I want to add some to that.

    Wikipedia--not always the most reliable source, but good--says
    The Belgian government continued to rely on the Tutsi power structure for administering the country. It also consistently favoured the Tutsis where education was concerned, leading to a situation where many Tutsis were literate, while the majority of Hutus were not. Belgians educated the Tutsis in Catholic schools, which widened the ethnic rift between Hutu and Tutsi.

    ...Current academic thought is that the European emphasis on racial division led to many of the difficulties between Hutu and Tutsi in the latter part of the 20th century.
    from Wikipedia:History of Rwanda

    Here it talks about Hutu and Tutsi denominations, saying,
    The word "Tutsi," which apparently first described the status of an individual—a person rich in cattle—became the term that referred to the elite group as a whole and the word "Hutu"—meaning originally a subordinate or follower of a more powerful person—came to refer to the mass of the ordinary people.

    ...Because Europeans thought that the Tutsi looked more like themselves than did other Rwandans, they found it reasonable to suppose them closer to Europeans in the evolutionary hierarchy and hence closer to them in ability. Believing the Tutsi to be more capable, they found it logical for the Tutsi to rule Hutu and Twa just as it was reasonable for Europeans to rule Africans. Unaware of the "Hutu" contribution to building Rwanda, the Europeans saw only that the ruler of this impressive state and many of his immediate entourage were Tutsi, which led them to assume that the complex institutions had been created exclusively by Tutsi.

    Not surprisingly, Tutsi welcomed these ideas about their superiority...
    (found in Rwandan History)

    Although my reference towards the origin of the Hutu and Tutsi was not entirely clear, and generalizations are never entirely accurate, I still think the Hutu vs. Tutsi conflict has some bonafide similarities with the Shi'a/Sunni situation I wrote about in the first post, including the repercussions still today of Europeans arbitrarily outlining colonies.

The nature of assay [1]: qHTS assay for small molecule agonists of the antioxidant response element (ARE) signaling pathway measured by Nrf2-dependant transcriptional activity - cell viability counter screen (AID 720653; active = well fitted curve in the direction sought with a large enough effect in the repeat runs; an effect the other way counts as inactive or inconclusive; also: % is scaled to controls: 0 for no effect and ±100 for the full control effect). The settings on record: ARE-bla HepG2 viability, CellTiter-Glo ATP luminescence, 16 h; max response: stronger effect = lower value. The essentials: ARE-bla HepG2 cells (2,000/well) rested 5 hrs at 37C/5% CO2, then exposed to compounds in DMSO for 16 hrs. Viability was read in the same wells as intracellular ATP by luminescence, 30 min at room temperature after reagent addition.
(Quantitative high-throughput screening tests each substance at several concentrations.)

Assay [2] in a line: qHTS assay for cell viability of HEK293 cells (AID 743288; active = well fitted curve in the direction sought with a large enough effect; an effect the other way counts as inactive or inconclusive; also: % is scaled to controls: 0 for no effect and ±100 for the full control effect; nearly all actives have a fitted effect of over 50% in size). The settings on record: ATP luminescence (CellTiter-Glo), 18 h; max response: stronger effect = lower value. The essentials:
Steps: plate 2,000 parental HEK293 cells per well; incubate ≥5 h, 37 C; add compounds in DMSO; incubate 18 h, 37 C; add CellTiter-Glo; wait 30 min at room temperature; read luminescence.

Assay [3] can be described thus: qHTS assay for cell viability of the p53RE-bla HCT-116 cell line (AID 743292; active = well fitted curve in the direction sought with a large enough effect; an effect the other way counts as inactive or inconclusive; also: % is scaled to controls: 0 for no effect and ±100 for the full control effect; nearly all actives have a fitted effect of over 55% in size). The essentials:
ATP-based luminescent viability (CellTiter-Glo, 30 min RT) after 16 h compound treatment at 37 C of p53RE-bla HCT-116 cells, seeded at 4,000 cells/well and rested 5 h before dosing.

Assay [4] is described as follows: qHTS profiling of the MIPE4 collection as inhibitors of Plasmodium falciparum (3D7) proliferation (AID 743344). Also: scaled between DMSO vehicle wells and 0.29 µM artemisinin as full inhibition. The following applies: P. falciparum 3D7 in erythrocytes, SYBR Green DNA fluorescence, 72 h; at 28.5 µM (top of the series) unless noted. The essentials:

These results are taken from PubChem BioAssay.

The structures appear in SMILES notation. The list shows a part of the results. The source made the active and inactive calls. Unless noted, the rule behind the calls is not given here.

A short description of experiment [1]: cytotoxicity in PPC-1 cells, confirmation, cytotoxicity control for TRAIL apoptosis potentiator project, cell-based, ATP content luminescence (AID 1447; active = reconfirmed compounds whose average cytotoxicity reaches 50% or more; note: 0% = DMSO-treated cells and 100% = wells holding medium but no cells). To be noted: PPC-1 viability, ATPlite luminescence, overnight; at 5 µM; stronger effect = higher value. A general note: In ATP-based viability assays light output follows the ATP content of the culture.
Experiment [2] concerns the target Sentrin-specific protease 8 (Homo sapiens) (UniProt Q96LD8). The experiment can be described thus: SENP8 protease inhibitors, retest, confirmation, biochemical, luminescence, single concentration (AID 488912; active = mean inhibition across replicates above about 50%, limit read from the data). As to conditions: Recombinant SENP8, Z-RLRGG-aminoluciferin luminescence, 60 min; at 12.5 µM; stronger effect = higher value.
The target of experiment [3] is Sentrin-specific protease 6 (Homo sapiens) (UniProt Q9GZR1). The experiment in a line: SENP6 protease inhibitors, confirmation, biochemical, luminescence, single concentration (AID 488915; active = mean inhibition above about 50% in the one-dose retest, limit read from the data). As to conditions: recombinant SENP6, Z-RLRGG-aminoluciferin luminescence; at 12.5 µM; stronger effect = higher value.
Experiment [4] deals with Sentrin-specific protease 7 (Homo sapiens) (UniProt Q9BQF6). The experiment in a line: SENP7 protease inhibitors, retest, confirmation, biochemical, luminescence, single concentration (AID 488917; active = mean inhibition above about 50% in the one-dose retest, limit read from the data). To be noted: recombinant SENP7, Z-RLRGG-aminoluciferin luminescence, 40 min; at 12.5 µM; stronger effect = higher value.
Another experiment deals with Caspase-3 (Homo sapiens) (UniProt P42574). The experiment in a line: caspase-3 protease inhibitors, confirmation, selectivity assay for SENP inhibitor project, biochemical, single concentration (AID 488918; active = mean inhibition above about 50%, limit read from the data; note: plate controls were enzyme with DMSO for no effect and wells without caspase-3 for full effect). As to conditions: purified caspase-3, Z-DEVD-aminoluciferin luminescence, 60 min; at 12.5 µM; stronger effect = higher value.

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    Monday, August 21, 2006

    Chinese Censorship and Tour Guides

    Yesterday, my family had a little get-together with some relatives to celebrate my brother's return from Italy. As talk moved to everyone's recent travels (Vietnam, Italy, Denmark, Germany, Thailand, Cambodia, Taiwan, Hong Kong, Australia, Malaysia, China, Korea, and the Philippines), my aunt recounted her favorite times in China--the Great Wall and the Terracotta warriors.
    Did you know he had concubines?

    Then the topic turned to Mao.

    The tour guide happily explained about Chairman Mao and all the great and wonderful things he did for China. Then he said, "he had a wife and a couple kids and was a great family man."

    "Did you know he had concubines?" my cousin, fleunt in Mandarin and who graduated with a degree in Asian Studies, queried.

    "No, that is not true," retorted the tour guide. "I have never heard such things."

    "Oh but it is," she responded. "He had over one hundred concubines, and stopped brushing his teeth about 20 years before he died."

    The tour guide's eyes widened. "Really? What more about Mao have we not been told?"
    They don't have weapons now but watch out

    My cousin proceeded to explain a few points to him. My aunt, relating the story, then said,

    "Everywhere we went, we stood in long lines of tourists. With capitalism, China is embracing tourism, and where tourists go, people talk. Eventually, the aggregate sum of these encounters will lead to something big. Shanghai is an amazing city. In my opinion, it's more amazing than New York City. But you go 10 miles outside of Shanghai and people have mud floors in their huts. Right now, the government controls the media, but eventually this knowledge will spread, and you will have millions of angry citizens. They don't have weapons now, but watch out. It'll be big."